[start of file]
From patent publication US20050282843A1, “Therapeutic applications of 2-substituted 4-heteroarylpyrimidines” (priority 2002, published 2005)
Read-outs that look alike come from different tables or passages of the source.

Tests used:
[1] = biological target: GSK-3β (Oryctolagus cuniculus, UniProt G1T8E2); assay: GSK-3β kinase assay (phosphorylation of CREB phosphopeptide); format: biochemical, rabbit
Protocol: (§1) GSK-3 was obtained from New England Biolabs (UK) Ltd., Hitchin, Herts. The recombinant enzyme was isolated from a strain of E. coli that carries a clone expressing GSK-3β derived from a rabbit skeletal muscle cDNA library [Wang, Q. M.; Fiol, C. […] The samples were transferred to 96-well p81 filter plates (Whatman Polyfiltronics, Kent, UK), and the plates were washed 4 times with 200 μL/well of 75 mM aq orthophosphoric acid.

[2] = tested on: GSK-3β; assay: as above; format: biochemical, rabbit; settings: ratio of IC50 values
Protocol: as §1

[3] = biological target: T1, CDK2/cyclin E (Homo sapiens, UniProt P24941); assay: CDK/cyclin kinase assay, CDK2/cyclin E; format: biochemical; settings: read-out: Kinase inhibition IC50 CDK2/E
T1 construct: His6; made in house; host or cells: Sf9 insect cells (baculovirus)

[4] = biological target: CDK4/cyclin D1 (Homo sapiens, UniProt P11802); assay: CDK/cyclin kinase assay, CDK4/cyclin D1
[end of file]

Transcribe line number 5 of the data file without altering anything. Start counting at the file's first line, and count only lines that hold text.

Protocol: (§1) GSK-3 was obtained from New England Biolabs (UK) Ltd., Hitchin, Herts. The recombinant enzyme was isolated from a strain of E. coli that carries a clone expressing GSK-3β derived from a rabbit skeletal muscle cDNA library [Wang, Q. M.; Fiol, C. […] The samples were transferred to 96-well p81 filter plates (Whatman Polyfiltronics, Kent, UK), and the plates were washed 4 times with 200 μL/well of 75 mM aq orthophosphoric acid.